You would never know what some of your neighbours have gone through just by looking at them. This is a critical lesson I have learned after spending four months working as a Sponsored Employee with United Way Elgin Middlesex. It’s a unique, once-in-a-lifetime opportunity afforded to me by 3M as a secondment. It has been an eye-opening experience, and one that has brought me into closer connection with my community.
In my regular full-time role as a Production Operator at the 3M manufacturing plant in London, I help to produce Duct Tape products that are used for any application from construction job sites to everyday household use. I am also a part-time student, studying Supply Chain Management and Logistics to advance my career. It makes for a busy schedule, but when the opportunity presented itself to use my energy and passion to support local causes, I knew I had to apply and answer a deeper call for connection and service.
As a child, growing up in Jamaica, I always loved volunteering with the Brownies and Girl Guides. I felt good about volunteering because I knew I was building connections with the people around me – people I might have never otherwise crossed paths with. Through these programs, I learned the importance of being involved in my community and just how much a helping hand can mean to people in need and local organizations that support them. Most of all, I learned about the power of a connected, empathetic community: the kind of support system that can make a huge difference in helping to improve lives.
But before launching into some of the outreach work with United Way Elgin Middlesex, I had no idea just how much people in our community were struggling to meet their basic needs.
The story behind the struggle.
Though there are many kinds of intersecting needs from food insecurity, to abuse support, to drug and substance recovery, what has touched me to my core is to see how many community members are struggling with housing insecurity and homelessness.
The roof over my head is something I have taken for granted. Feeling safe at night, knowing where I will sleep and being able to stay sheltered from the elements, are essential for me to be able to get up and work every day. This sense of security allows me to be able to focus and learn in my studies and progress in my life. When I’m tired, I know I have somewhere safe to return to and lay my head. To know so many people don’t have that shakes me to my core.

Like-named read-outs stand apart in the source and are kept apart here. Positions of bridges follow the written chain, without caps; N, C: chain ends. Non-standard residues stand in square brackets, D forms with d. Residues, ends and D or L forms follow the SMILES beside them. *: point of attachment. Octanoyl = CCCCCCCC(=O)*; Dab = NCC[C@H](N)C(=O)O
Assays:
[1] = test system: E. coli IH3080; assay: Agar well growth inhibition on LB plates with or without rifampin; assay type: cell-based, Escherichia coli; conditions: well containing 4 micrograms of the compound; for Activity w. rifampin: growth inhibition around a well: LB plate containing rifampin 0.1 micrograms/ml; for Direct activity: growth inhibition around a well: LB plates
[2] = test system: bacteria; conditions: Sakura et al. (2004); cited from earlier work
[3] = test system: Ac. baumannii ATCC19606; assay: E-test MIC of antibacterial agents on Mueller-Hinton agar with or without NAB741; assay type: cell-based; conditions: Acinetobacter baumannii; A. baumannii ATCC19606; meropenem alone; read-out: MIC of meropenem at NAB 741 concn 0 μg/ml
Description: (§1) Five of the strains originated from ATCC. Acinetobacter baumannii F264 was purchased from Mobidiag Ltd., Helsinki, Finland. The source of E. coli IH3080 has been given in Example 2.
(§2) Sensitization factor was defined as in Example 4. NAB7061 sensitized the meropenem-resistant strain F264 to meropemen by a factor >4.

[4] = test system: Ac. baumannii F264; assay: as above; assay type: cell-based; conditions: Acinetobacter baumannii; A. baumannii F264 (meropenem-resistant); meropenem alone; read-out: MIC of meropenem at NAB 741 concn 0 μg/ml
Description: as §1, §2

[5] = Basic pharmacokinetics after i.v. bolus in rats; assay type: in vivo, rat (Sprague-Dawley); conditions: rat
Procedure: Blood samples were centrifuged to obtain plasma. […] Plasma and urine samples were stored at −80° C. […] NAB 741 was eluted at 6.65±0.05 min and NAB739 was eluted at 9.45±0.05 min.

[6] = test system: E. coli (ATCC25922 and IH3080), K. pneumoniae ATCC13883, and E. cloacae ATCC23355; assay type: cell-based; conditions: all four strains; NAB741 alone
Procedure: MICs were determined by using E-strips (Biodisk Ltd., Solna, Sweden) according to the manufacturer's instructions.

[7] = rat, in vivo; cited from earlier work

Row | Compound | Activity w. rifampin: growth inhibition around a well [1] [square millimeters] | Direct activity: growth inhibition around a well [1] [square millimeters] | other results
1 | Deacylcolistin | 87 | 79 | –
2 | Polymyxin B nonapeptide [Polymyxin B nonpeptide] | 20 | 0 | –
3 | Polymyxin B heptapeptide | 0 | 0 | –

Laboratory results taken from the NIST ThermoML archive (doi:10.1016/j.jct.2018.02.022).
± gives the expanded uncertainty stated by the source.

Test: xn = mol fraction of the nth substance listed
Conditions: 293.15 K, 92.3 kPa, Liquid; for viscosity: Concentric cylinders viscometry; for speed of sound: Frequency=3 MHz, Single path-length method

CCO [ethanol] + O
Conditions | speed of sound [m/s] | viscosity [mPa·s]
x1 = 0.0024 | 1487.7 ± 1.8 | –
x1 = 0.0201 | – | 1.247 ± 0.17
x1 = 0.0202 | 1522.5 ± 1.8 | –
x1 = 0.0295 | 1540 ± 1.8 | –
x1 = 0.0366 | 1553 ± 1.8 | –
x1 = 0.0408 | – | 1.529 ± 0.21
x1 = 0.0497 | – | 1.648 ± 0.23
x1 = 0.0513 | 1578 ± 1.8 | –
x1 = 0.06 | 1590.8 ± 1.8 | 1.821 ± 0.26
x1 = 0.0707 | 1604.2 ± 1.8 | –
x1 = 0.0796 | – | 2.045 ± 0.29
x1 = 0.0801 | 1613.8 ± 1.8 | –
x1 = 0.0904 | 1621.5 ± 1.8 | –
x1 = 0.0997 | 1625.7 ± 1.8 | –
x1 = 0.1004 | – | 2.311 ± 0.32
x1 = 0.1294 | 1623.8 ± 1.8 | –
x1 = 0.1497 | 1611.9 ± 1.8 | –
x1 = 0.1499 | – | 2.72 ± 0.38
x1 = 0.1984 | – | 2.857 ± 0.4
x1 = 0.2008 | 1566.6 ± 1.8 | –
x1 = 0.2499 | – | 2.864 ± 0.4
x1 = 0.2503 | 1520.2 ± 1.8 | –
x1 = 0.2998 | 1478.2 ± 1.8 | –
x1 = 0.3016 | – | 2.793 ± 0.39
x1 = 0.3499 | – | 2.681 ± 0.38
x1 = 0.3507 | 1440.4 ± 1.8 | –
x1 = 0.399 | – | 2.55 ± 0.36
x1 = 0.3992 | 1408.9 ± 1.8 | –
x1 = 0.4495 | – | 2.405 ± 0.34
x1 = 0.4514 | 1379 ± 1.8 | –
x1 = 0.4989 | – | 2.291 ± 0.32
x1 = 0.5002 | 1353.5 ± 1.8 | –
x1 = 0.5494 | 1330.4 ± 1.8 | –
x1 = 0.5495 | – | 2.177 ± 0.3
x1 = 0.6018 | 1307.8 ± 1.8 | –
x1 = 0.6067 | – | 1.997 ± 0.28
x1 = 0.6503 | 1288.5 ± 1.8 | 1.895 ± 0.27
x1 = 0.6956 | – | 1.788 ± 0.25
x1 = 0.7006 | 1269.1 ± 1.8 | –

I was stunned to learn 55% of newcomers in our community live at or below the poverty line1. As someone who was once a newcomer to Canada, this statistic is an emotional one that makes me reflect on my own journey, and how things could have gone differently for me.
Not having sufficient resources to support yourself or your family takes away your vision of the future. When someone is simply surviving, they can’t look that far ahead. They are forced to live day to day, sometimes hour by hour, one meal or resource to the next.
But thanks to the United Way and the work of local agencies, there is hope.
“We’re all facing inflationary pressures, but when you’re living with poverty or low income, there’s more month than money for far too many families and individuals in our community. That means they are faced with impossible choices: do I pay my rent, or do I buy groceries? do I buy school supplies for my kids, or do I pay the hydro bill?”
- Kelly Ziegner, President & CEO, United Way Elgin Middlesex
My experience as Sponsored Employee.
Amid the backdrop of the systemic issues in the community, it’s incredibly uplifting to see the support and safety net services that are available to help people who are struggling.
My work as Sponsored Employee has included visiting some of the agencies the United Way supports in the community.
I’ve also had the opportunity to help with programs and fundraisers such as the 3M Harvest Lunch and United Way Campaign Launch, which helps provide meals to neighbours in need. When handing out meals, it was shocking to see how many community members needed support, but it’s comforting to see how many people support the event either through buying tickets or by dedicating their time to help distribute meals.
“Through my experience as a Sponsored Employee, I came to a new level of awareness of the privileges my family and I benefit from. My daily routines sheltered me from witnessing the poverty, homelessness and other issues in the city. Many of us live in bubbles like this, unaware of the struggle of others in our communities.”
- Diane Piedade, Former United Way 3M Sponsored Employee Events, Hospitality and Community Partnerships Manager, 3M Canada
It’s been great to learn about how the 3M Harvest Lunch has adapted over time to be able to continue to meet the needs of community members. The model has evolved so that people were able to buy a meal for a neighbour in need through the purchase of their ticket to the event. This year alone, we were able to provide over 4,000 meals for individuals in need. Although it’s only one meal, it’s one meal they don’t have to worry about.
It doesn’t take much to give.
Although it has been difficult to witness the struggle and hardship many in our community face, I don’t think we can create real change without facing the reality of poverty in our communities. It exists and we must do what we can to help give people a fair shot at a good life.
I am proud to work alongside others who are making an impact by dedicating their time, expertise, and donations to United Way and the agencies it supports. Although it feels like an impossible climb, together we can make progress towards helping our neighbours in need.
1. Poverty Trends in London, 2020 (Tendances relatives à la pauvreté à London, 2020) - https://www.londoncyn.ca/sites/default/files/2021-02/191218046-COL-Poverty-Trends-Report-EMAIL-WEB.pdf